I will be prompted for some information. That information will be available within the document. But then I actually have to do something with it. Specifically, I have to do something with it twice because I want to insert that date in two different locations within my document. So I'll go ahead and select the text that I want to replace with that variable information. I'll just remove that text so that I have essentially an empty space for the reference to the bookmark that I've just created. And to add that reference, I'll go the Insert tab and then I'm going to click on Quick Parts. And I'll choose Field from the pop up menu.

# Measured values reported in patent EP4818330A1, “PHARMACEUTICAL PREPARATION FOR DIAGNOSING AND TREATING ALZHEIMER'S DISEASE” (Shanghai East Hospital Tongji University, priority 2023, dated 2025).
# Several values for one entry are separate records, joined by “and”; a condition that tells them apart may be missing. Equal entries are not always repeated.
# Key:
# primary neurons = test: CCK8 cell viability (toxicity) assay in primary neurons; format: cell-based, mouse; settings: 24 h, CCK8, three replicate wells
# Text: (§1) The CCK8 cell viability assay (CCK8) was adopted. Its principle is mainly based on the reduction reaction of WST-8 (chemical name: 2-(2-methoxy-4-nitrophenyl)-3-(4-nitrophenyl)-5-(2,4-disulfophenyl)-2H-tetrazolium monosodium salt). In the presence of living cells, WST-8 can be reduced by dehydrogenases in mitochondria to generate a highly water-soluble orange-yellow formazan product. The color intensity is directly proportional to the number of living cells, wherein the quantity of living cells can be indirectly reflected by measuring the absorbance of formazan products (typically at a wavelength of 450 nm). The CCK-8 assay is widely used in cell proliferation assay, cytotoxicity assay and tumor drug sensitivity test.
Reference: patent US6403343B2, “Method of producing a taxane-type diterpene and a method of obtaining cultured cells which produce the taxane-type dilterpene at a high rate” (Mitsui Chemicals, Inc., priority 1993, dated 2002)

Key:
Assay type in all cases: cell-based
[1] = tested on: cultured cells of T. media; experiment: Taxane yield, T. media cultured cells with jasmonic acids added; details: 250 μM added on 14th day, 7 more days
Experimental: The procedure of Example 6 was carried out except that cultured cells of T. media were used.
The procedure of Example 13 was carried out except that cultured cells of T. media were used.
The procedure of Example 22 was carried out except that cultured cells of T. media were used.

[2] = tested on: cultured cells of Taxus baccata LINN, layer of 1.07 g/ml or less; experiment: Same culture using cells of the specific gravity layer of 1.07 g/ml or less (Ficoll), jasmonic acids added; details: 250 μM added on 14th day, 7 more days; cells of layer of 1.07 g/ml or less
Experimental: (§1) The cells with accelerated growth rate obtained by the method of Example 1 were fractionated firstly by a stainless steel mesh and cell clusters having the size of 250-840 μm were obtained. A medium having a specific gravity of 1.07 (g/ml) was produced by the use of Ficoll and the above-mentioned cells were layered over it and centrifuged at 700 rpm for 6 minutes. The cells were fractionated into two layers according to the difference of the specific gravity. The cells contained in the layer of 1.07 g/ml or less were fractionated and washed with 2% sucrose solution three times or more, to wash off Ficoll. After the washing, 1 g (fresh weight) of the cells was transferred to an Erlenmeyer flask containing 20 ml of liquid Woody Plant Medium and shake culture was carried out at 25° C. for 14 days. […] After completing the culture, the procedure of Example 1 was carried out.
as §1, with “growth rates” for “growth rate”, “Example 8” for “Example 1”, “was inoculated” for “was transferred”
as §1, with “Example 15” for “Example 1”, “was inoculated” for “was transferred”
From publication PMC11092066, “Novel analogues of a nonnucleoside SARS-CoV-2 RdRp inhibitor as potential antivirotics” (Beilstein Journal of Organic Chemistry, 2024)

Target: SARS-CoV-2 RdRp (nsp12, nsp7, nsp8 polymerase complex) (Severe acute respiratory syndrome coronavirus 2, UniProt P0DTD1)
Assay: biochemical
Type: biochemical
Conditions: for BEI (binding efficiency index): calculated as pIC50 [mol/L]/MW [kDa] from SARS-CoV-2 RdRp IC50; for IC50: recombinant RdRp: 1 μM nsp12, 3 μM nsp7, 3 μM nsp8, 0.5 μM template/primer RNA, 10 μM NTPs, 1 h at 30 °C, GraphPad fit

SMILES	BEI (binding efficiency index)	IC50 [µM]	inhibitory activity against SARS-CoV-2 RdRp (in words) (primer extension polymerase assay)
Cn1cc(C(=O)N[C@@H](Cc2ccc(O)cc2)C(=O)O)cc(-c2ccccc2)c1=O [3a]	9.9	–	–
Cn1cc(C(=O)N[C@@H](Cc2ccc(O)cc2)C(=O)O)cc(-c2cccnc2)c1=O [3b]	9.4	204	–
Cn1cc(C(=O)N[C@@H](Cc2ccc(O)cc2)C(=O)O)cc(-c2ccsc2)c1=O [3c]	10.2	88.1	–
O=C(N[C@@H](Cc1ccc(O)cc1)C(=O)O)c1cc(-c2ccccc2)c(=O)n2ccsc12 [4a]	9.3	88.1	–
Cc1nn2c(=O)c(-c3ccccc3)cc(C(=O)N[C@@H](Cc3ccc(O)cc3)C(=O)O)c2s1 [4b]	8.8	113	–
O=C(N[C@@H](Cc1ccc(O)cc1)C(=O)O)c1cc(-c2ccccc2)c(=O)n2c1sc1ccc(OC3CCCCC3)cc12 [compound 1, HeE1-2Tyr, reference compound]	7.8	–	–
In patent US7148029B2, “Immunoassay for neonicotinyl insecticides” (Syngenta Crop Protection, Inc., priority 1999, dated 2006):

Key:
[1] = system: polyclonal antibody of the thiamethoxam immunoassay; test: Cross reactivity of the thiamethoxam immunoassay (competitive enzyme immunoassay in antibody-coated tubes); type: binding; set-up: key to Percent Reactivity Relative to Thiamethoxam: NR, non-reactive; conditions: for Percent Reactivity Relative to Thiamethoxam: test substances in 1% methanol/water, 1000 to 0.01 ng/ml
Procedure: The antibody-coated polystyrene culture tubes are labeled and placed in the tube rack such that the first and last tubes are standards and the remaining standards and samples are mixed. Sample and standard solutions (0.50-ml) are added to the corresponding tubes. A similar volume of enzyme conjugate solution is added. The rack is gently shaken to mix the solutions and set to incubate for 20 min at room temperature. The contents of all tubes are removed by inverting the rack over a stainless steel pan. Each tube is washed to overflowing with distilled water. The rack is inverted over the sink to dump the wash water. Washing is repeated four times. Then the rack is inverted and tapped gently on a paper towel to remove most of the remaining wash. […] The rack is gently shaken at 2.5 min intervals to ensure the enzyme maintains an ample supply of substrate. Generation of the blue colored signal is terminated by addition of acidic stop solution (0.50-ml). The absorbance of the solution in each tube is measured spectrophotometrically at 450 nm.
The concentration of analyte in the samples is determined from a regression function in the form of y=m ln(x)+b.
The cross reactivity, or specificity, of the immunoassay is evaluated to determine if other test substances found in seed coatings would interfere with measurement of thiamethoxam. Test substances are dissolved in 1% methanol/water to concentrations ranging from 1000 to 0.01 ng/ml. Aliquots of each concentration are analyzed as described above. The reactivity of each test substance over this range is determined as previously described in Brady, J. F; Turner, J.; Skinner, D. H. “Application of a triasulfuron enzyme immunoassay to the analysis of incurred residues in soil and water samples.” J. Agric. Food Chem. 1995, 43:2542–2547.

I'll then scroll down. And I'm looking for ref, for reference, meaning that I want to reference a specific bookmark. And that bookmark, is the one I created with the add option. In this case, company orientation. So I'll choose that company orientation option and then I'll click OK. You'll notice by the way that now we have a series of number symbols. That's the default value for the add field that I've created. And I'm going to do the exact same thing for the other date of orientation insertion.
So I'll remove that existing text and then on the Insert tab for the ribbon, I'll go to Quick Parts > Field and then I'll scroll down once again and find ref, and then I'll choose the company orientation bookmark and click OK. And once again we can see that series of numbers symbols. And it appears twice in the same document. So I'm using the add feature to essentially capture that variable and then I'm using the reference to the bookmark to place that variable information in multiple places in the document.